On Thursday, President Joe Biden signed a bill establishing Juneteenth as an official U.S. federal holiday.

The new holiday, which commemorates the end of slavery in the U.S., has elicited a wide range of responses from businesses and workers alike.

The U.S. Office of Personnel Management sent out the following memo on Thursday: “Agencies should direct such employees to not report to work on Friday –  unless the agency determines that their services are required. If employees are required to work during qualifying holiday hours, they will earn holiday premium pay.”

Maryland, Nebraska, Missouri, West Virginia and Alabama gave their workers Friday off. Texas, Virginia, New York, Massachusetts and Washington already made Juneteenth an official paid holiday years ago.

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Some universities chose to cancel class on Friday, including Ohio State and Texas A&M, which joined Harvard University, Georgetown University, Virginia Tech, Columbia University, the University of Virginia, Towson University, Drake University and Loyola Marymount University, schools that made Juneteenth a university holiday in 2020.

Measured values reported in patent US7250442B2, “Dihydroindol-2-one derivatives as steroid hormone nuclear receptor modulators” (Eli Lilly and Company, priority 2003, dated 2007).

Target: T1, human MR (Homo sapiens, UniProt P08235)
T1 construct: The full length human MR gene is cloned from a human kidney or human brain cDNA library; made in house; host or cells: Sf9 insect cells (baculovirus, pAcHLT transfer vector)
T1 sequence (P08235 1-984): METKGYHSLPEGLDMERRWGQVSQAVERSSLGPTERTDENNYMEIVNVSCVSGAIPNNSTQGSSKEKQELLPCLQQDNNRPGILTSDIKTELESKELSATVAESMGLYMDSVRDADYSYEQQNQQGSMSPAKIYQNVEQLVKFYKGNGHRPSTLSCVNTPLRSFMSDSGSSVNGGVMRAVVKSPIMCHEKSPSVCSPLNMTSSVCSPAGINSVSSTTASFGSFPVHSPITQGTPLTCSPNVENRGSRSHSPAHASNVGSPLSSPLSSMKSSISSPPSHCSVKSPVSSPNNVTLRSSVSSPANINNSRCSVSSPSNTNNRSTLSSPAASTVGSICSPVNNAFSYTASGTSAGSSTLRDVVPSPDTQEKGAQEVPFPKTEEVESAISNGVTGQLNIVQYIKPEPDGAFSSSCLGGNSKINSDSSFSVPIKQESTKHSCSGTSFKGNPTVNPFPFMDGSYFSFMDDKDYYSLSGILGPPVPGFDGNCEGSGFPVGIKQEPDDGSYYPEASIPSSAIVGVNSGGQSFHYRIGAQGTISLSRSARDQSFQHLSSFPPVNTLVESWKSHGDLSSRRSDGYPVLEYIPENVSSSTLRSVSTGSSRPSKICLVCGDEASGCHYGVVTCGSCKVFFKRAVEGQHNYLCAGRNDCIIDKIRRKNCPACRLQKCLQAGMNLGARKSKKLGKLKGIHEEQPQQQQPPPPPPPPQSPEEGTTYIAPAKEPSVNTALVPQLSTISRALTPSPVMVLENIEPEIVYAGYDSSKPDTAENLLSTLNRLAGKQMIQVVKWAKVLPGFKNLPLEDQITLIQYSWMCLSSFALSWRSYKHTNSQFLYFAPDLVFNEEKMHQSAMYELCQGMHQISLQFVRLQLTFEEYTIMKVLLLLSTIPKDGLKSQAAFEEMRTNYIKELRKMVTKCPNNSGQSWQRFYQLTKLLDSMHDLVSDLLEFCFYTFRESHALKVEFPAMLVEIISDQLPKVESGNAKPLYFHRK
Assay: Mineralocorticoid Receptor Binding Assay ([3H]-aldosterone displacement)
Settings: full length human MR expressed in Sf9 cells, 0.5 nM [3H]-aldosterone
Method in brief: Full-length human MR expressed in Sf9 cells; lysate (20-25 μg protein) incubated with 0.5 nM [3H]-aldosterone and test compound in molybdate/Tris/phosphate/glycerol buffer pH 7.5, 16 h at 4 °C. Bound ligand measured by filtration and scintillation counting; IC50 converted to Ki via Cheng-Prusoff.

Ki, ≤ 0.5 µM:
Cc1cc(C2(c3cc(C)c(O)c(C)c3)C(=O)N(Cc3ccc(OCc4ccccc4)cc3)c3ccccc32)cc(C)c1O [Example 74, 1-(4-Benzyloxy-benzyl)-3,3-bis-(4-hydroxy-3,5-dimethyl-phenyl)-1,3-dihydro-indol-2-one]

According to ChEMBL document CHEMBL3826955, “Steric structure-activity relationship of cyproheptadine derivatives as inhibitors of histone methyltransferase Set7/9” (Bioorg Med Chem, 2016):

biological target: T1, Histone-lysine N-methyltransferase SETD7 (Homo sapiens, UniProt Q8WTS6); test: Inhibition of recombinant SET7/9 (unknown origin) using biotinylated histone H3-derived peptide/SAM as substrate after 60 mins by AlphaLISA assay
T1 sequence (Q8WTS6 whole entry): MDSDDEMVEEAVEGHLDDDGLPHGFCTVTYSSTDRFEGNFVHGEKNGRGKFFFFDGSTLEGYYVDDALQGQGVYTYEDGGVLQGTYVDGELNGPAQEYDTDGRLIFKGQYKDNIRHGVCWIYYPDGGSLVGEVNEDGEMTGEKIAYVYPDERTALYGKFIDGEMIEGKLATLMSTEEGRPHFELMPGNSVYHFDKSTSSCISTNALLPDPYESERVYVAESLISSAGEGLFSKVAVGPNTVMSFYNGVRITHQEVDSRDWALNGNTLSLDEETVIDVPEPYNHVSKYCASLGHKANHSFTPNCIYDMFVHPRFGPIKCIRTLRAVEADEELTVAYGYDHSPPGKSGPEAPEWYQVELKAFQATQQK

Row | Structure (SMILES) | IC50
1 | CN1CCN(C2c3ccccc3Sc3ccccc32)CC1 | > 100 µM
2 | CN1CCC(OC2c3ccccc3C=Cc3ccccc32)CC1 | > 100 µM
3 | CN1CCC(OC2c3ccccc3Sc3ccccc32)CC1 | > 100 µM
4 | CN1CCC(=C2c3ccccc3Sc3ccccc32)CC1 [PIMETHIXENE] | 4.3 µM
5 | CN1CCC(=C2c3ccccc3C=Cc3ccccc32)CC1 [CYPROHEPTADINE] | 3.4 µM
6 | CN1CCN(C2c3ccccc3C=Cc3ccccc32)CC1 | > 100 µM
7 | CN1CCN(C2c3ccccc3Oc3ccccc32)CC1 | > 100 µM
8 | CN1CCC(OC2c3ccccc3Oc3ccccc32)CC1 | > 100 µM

The United States Postal Service remained open on Friday and Saturday. USPS stated: “[it’s] not possible to cease the operations of the Postal Service to accommodate an observance over the next 24-48 hours.”

The Postal Service isn’t the only government agency that seemed hesitant to celebrate the new holiday.

California Gov. Gavin Newsom‘s office issued the following statement: “It is encouraging to see bipartisan efforts to recognize the importance of Juneteenth. The Governor issues a proclamation each year to celebrate this important day. At the state level, establishing a holiday usually requires legislation and collective bargaining.”

San Francisco Mayor London Breed also stated that “due to the short notice, City Hall will remain open with minimal staffing to continue providing services.”

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